With approximately 47% of Australian children consuming sugary drinks every day, it’s time to start putting water back on the agenda.
Water is required for the digestion and absorption of nutrients, elimination of waste products from the body and to regulate body temperature. Tap water is free and readily available, quenches your thirst and has no kilojoules.
In comparison, sugary drinks are energy dense yet nutrient poor, this includes soft drinks, cordials, fruit drinks, energy drinks, iced tea and flavoured waters. With the growing consumption of sugary drinks amongst Australian children, these drinks are contributing to a substantial amount of energy in the diet.
The impact this is having on health during a critical period of development is concerning. Consuming sugary drinks regularly can lead to excess weight gain and associated chronic disease, as well as tooth decay and erosion.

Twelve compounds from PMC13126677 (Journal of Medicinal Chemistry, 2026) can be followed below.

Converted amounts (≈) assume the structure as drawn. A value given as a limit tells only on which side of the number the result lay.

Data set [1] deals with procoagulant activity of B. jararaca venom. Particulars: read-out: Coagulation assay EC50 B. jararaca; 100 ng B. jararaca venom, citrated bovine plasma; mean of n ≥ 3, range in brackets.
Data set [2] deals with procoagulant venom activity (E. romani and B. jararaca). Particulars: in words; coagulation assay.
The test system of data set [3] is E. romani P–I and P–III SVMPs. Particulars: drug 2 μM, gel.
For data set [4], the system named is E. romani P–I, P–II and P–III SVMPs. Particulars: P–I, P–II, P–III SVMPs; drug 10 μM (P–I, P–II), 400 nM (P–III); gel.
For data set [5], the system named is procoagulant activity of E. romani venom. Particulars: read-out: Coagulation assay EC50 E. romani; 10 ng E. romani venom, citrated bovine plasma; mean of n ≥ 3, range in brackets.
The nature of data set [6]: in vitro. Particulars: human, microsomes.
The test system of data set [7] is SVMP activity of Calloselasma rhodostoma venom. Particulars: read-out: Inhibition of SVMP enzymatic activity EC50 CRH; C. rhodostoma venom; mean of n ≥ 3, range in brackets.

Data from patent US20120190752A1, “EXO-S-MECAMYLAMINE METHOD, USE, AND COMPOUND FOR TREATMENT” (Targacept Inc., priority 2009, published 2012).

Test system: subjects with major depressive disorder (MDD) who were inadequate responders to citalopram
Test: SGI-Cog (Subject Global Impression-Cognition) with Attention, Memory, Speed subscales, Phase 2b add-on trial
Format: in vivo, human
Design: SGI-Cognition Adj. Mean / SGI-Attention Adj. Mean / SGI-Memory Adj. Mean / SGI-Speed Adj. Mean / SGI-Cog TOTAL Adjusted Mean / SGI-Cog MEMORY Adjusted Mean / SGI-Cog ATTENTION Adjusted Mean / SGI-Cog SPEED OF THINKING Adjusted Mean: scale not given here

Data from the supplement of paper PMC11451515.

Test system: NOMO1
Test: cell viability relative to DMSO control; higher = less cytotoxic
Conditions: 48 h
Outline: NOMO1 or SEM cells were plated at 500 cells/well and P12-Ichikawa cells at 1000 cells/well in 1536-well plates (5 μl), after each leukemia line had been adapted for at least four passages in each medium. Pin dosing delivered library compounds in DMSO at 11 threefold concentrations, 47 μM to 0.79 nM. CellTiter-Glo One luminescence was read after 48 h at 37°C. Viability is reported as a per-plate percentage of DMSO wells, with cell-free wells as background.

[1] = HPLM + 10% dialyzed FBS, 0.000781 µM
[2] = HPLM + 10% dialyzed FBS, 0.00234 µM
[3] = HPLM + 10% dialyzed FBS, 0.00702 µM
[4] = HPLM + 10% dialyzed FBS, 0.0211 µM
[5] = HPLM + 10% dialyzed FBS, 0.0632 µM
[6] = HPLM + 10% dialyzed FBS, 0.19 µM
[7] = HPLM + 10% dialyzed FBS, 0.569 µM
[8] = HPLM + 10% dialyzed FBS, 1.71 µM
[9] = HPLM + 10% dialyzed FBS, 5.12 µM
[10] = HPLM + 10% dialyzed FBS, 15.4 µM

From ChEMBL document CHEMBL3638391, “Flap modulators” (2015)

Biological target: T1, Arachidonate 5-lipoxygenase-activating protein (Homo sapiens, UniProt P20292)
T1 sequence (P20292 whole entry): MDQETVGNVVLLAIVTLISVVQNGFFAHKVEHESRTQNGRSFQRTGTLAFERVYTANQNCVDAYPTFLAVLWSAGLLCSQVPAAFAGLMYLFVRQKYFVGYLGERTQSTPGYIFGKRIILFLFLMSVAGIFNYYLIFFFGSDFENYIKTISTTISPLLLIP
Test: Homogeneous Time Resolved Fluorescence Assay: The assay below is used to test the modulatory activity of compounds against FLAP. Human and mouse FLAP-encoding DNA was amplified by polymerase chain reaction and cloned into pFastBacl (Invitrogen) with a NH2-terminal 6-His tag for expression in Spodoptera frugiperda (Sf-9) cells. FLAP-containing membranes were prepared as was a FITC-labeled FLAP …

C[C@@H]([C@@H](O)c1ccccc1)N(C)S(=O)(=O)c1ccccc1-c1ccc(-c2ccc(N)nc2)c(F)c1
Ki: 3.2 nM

The size of sugary drinks has increased 2 to 3 times in the last 50 years making it even easier to consume excess sugar. A 600ml bottle of sports drink has become a common purchase for children to rehydrate after sport, yet it contains around 9 teaspoons of sugar and nearly 1000 kilojoules. That’s roughly the same amount of energy as eating a chicken and salad sandwich. So, reaching for a sugary drink to wash down your food is the same as eating a second meal.
Whilst soft drinks are considered the worst offenders, parents should be aware of the high levels of sugar in other commonly purchased drinks such as juice, sports drinks and iced tea. Whilst these may be perceived as ‘healthier’ sugary drinks, they can be just as high in added sugars as the rest of them.
With school athletic carnivals just around the corner, it is important to remind families that plain water is the best option for hydration and performance and should be the drink of choice for children.
Discuss the infographic above with your class and share it with your school community. You can download a PDF of this infographic here.